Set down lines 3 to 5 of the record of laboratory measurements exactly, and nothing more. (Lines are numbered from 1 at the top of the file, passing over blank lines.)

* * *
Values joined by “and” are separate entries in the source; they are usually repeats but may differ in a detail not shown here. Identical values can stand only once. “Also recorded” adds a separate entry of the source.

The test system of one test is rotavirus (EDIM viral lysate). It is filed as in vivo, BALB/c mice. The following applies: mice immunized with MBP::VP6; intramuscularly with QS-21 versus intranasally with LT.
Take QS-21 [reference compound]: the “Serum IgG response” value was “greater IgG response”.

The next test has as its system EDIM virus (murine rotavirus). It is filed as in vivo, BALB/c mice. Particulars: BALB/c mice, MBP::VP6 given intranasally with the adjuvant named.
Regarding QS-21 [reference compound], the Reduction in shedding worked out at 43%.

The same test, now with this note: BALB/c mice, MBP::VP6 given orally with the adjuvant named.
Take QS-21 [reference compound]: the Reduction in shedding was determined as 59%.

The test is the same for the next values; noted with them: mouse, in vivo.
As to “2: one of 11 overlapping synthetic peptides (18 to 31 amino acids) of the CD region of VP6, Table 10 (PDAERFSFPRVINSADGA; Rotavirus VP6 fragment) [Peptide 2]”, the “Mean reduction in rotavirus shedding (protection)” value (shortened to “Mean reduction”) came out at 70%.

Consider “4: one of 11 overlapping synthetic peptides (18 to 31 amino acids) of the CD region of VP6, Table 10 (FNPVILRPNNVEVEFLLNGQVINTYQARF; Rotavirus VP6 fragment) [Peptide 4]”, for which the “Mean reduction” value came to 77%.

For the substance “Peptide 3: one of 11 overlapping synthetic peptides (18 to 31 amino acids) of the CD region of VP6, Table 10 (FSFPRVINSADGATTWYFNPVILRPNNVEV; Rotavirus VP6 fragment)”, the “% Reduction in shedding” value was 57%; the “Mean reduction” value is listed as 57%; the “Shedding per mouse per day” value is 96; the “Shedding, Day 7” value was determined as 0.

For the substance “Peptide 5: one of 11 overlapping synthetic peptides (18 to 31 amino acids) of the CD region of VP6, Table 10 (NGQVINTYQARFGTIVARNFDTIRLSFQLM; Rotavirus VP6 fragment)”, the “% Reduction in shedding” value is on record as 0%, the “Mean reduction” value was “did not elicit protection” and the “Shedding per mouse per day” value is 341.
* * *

Take QS-21 [reference compound]: the “Serum IgG response” value was “greater IgG response”.

The next test has as its system EDIM virus (murine rotavirus). It is filed as in vivo, BALB/c mice. Particulars: BALB/c mice, MBP::VP6 given intranasally with the adjuvant named.
Regarding QS-21 [reference compound], the Reduction in shedding worked out at 43%.